Michigan’s lawsuit on 1931 abortion ban upholds status quo of Roe as trial continues, but abortion access still hangs in the balance


Patrick Jones


Planned Parenthood of Michigan’s lawsuit to block a 1931 state law banning abortion was granted a preliminary injunction on May 17th, which will maintain the status quo set by Roe v. Wade until after the Michigan case is decided—even in the event that Roe is overturned. 


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The lawsuit filed in April—Planned Parenthood of Michigan v. Attorney General of the State of Michigan—was impacted by the US Supreme Court’s leaked draft decision to overturn Roe earlier this month. The lawsuit would block the enforcement of a 1931 Michigan law outlawing all abortion—including rape and incest—unless there is a clear and present danger for the woman, according to NPR. It is unknown how the preliminary injunction will affect the timeline of the lawsuit. 

Back in April—before the Supreme Court’s draft decision was leaked—Governor Gretchen Whitmer filed her own lawsuit in a united effort with Planned Parenthood asking the Michigan Supreme Court to rule that the 1931 ban on abortion violates the state constitution. She argues that the Michigan State Constitution protects a right to bodily integrity. 

The 1931 law was never repealed, but the Michigan Supreme Court ruled the law unenforceable in 1973, after the Roe decision. Before the preliminary injunction, the potential repeal of Roe would have led to the immediate re-effect of the 1931 law. The status quo will however be kept upon a Roe decision until the Michigan courts make their own decision on the law. 

“Today marks an important victory for Michiganders,” Gov. Whitmer said after the injunction was granted. “The opinion from the Michigan Court of Claims is clear and sends the message that Michigan’s 1931 law banning abortion, even in cases of rape or incest, should not go into effect even if Roe is overturned. It will help ensure that Michigan remains a place where women have freedom and control over their own bodies. But our work is not over. I want every Michigander to know: no matter what happens in DC, I’m going to fight like hell to protect access to safe, legal abortion in Michigan …”

Though Planned Parenthood’s suit is against the Attorney General (AG)—Dana Nessel—she has stated her opposition to the law, saying she refuses “to enforce this draconian law that will endanger their lives and put to jeopardy the health, safety, and welfare of the lives of each and every woman in the state of Michigan.”

Nessel also said that if the 1931 law were to be withheld, she would not prosecute, but leave it up to local county prosecutors to act if they chose to. “I don’t think that I have the authority to tell the duly elected county prosecutors what they can and what they cannot charge,” she said in a press conference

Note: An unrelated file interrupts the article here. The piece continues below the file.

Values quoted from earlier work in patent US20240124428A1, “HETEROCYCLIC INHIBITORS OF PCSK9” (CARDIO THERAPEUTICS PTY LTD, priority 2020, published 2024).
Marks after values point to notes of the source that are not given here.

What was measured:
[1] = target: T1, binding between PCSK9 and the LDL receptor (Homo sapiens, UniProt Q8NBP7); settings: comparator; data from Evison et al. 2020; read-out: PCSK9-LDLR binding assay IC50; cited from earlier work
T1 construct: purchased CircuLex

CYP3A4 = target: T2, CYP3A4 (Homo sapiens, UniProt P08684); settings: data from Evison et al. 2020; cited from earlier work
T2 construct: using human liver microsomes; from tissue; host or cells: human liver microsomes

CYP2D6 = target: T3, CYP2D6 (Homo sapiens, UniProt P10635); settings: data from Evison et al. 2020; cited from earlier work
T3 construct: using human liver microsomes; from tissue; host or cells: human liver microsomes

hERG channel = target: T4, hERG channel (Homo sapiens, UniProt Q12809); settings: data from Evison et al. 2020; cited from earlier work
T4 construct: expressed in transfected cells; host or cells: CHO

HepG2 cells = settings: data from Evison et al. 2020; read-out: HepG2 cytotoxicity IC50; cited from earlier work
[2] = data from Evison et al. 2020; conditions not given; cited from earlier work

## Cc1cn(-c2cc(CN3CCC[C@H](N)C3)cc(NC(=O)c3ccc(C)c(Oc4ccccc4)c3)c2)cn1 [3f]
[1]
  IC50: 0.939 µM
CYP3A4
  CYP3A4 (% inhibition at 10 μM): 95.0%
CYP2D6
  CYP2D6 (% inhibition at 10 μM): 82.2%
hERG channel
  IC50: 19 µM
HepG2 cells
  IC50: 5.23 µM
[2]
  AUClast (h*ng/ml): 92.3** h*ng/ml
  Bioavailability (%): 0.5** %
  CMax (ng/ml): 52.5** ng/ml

The AG’s comments received criticism from pro-life advocates, including from Genevieve Marnon, Legislative Director of Right to Life of Michigan, in an NPR interview on May 17th. Marnon said Nessel and other county prosecutors would not be doing their job by refusing to prosecute. 

“I think that if a prosecuting attorney decides that they want to repeal laws—essentially because that is what they would be doing—you are telling the lawmakers, ‘I don’t like the law,’ ,’” Marnon said. “So if they really don’t like the law, maybe they should run for office and go through the democratic process of amending the law, rather than just saying, ‘I refuse to do my job.’”

Marnon said Right to Life of Michigan is supportive of the 1931 law—even in the case of rape. “We definitely support, of course, punishing the rapist, but we don’t support killing the unborn, innocent child,” she said. 

Marnon also said that she advocated for funds for Right to Life of Michigan and more maternal health resources in the FY2022 budget, but this was vetoed by the governor. However, the legislature has continued to use their budget proposals for the upcoming FY2023 to limit providers from practicing abortions. 

In the Senate budget bill, there is language “prohibiting funding in the form of a grant, reimbursement, contract, or any other type of payment from being provided to an entity that engages in [abortion] activities,” according to the budget summary. This budget awaits a second reading in the House. 

The House budget bill also has language to restrict funds to abortion providers and abortion-related activities, but also includes $50,000 to provide notice and information to providers and the public about this restriction. It also allocates $10 million to fund marketing programs and educational materials that promote adoption as an alternative to abortion. This budget recently returned to the House with an S1 substitute, which waits to be deliberated. 

There is also a bill in the legislature, that would codify a woman’s right to an abortion any time before fetal viability, which is generally considered to be around 23-24 weeks after conception. This bill—which was introduced in Nov. 2021—still lies in the Senate Health Policy and Human Services Committee.